Contracted efforts

Langley volunteers, wearing flight suits and helmets, were put through a series of tests with the craft placed both vertically and horizontally to simulate launch and landing attitudes
The HL-20 was built at Langley in October 1990 and is a full-scale non-flying mockup

In October 1989, Rockwell International (Space Systems Division) began a year-long contracted effort managed by Langley Research Center to perform an in-depth study of PLS design and operations with the HL-20 concept as a baseline for the study. Using a concurrent engineering approach, Rockwell factored supportable, efficient design and operations measures into defining a detailed, cost-effective design along with a manufacturing plan and operations assessment. A key finding of this study was the realization that while design and technological factors could reduce costs of a new manned space transportation system, further significant savings would be possible only if a new operations philosophy were adopted which treated PLS in a manner similar to an operational airliner rather than a research and development space vehicle.

In October 1991, the Lockheed Advanced Development Company began a study to determine the feasibility of developing a prototype and operational system. The study objectives were to assess technical attributes, to determine flight qualification requirements, and to develop cost and schedule estimates.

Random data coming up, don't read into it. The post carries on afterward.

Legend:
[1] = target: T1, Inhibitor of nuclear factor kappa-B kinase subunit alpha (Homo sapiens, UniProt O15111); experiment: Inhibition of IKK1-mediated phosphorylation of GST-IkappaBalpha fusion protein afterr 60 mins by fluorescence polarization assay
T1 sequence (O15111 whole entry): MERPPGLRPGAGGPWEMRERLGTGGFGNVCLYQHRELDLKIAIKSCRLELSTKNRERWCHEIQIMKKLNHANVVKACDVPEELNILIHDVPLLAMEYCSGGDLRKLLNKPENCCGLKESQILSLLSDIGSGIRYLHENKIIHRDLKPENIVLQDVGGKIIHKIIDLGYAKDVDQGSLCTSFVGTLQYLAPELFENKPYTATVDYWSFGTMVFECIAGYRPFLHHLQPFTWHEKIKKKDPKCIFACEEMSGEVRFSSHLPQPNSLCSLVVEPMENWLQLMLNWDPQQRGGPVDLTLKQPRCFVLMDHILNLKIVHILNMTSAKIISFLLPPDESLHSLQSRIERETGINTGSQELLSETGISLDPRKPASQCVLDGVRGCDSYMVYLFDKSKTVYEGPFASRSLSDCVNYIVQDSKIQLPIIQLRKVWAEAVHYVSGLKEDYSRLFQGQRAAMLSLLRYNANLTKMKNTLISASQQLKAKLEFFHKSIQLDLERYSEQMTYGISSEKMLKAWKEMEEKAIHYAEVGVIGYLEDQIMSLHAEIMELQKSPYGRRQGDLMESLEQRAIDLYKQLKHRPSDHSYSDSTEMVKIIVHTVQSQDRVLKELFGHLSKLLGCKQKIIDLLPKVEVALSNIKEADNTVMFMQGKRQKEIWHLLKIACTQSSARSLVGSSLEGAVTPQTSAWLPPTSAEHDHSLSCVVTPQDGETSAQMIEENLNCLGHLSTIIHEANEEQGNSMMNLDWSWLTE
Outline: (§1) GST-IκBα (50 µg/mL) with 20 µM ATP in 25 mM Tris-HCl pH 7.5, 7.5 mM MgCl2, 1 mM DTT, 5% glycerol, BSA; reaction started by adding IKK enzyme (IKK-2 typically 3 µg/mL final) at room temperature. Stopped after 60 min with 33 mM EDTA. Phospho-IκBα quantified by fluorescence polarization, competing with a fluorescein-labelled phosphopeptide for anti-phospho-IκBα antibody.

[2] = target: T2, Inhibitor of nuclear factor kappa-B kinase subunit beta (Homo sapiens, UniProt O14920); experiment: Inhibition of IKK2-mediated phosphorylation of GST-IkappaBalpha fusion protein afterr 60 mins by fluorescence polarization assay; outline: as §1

A cooperative agreement between NASA, North Carolina State University and North Carolina A&T University led to the construction of a full-scale model of the HL-20 PLS for further human factors research on this concept. Students at the universities, with requirements furnished by Langley and guidance from university instructors, designed the research model during their spring 1990 semester with construction following during the summer. The human factors research objectives, using this model, were to assess crew ingress and egress operations, assess crew volume and habitability arrangements, and determine visibility requirements for the crew during critical docking and landing operations.

The testing, using Langley Research Center volunteers as subjects, was completed on the HL-20 model in December 1991. Langley volunteers, wearing non-pressurized flight suits and helmets, were put through a series of tests with the craft placed in both horizontal and vertical modes.